Stress and wellbeing in urban college students in the U.S. during the COVID-19 pandemic: Can grit and gratitude help?


  • Giacomo Bono
  • Kresimir Reil California State University Dominguez Hills
  • Jadwiga Hescox California State University Dominguez Hills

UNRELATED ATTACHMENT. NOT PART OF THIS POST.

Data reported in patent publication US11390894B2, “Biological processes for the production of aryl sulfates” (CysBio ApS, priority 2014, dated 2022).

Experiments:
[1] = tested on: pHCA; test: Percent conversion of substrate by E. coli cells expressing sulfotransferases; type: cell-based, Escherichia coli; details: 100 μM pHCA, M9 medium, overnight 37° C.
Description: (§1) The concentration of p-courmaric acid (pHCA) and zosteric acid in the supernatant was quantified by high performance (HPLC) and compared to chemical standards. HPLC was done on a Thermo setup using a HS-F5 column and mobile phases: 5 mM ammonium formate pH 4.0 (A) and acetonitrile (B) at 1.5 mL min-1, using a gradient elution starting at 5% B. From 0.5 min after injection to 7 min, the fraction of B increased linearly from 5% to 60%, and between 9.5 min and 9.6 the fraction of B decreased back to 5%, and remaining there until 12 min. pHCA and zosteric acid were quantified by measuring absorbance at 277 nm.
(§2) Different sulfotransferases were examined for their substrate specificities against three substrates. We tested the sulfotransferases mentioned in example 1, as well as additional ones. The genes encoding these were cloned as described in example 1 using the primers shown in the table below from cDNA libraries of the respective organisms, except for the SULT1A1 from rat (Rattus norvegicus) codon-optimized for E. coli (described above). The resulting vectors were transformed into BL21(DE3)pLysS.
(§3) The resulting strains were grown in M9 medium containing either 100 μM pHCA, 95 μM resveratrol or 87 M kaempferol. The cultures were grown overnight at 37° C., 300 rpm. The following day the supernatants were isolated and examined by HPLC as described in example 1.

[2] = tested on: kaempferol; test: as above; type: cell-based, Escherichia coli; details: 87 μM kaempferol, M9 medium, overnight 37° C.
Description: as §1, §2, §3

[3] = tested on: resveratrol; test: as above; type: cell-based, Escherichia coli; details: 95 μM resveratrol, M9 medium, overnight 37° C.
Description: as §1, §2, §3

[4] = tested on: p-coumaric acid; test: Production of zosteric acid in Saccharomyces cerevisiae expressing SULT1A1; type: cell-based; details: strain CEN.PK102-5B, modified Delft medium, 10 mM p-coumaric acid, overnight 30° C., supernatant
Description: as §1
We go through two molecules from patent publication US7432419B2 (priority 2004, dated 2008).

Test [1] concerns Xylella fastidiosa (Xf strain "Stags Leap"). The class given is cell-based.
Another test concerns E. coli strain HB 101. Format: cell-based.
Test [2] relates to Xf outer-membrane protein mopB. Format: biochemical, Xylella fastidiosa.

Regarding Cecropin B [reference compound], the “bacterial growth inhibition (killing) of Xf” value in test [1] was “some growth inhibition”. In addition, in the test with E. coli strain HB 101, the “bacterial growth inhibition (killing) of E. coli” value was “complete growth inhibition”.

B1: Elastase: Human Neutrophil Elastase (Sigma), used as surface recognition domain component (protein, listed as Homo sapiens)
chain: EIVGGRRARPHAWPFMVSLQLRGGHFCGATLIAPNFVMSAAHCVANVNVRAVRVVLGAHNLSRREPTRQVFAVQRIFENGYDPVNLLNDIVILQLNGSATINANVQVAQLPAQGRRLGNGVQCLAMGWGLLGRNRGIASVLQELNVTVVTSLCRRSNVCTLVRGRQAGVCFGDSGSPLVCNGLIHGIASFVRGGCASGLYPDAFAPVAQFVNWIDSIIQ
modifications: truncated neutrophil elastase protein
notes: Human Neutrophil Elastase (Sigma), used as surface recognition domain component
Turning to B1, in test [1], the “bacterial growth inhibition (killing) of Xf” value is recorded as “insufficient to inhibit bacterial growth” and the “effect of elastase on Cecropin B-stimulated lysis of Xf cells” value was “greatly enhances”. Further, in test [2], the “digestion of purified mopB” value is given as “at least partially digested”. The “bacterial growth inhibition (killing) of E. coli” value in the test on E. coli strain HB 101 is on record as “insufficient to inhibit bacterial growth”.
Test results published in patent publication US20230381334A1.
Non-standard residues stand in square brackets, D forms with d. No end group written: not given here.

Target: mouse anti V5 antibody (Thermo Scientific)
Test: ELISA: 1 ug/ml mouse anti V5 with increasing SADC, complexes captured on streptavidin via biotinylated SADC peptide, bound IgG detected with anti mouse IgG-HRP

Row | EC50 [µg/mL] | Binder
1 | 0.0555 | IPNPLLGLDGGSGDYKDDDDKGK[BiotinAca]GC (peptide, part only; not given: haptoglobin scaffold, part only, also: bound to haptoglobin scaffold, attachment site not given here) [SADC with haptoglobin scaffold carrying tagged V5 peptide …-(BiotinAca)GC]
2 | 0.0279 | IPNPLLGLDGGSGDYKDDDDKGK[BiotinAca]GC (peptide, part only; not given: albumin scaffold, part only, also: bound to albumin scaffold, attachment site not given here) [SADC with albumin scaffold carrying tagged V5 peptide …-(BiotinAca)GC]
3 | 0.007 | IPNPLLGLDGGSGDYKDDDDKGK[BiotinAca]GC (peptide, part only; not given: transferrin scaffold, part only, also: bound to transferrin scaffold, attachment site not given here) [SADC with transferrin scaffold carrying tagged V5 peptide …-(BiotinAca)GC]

College is filled with opportunity, challenge and growth – as students expand their relationships and social capital, make formative life decisions, and overcome stress to achieve life goals. The current short-term longitudinal study started before campus closure due to the COVID-19 pandemic and ended at the completion of the semester at an urban university. It investigates the stress and subjective wellbeing of freshmen, impacts of the pandemic on their psychological, academic and financial wellbeing and their resilience to the pandemic during this period, and the role of socioeconomic status. It also examines whether grit and gratitude helped in these areas. First, we compared students (N = 86 freshmen) in terms of their parents’ education level; high vs. low groups were created (i.e., completed high school or less vs. started or completed college up to graduate school). The low group reported significantly more perceived stress and subjective wellbeing than the high group prior to the pandemic. Next, examination of the two groups in terms of pandemic impacts and pandemic resilience revealed that the low group reported significantly more financial and academic impacts than the high group, but not more resilience or life event stress. Finally, we examined grit and gratitude prior to the pandemic and found that grit predicted significantly greater pandemic resilience and marginally lower psychological impact and that gratitude predicted significantly less impact to academic functioning at the end of the semester. However, the low parent education group also increased in grateful emotion, whereas the high parent group decreased, suggesting that gratitude helped the low group more during the pandemic. Overall results suggest that grit and gratitude can be promoted to protect college students’ subjective wellbeing and better cope with adversity of the pandemic. The study closes with suggestions for intervention.


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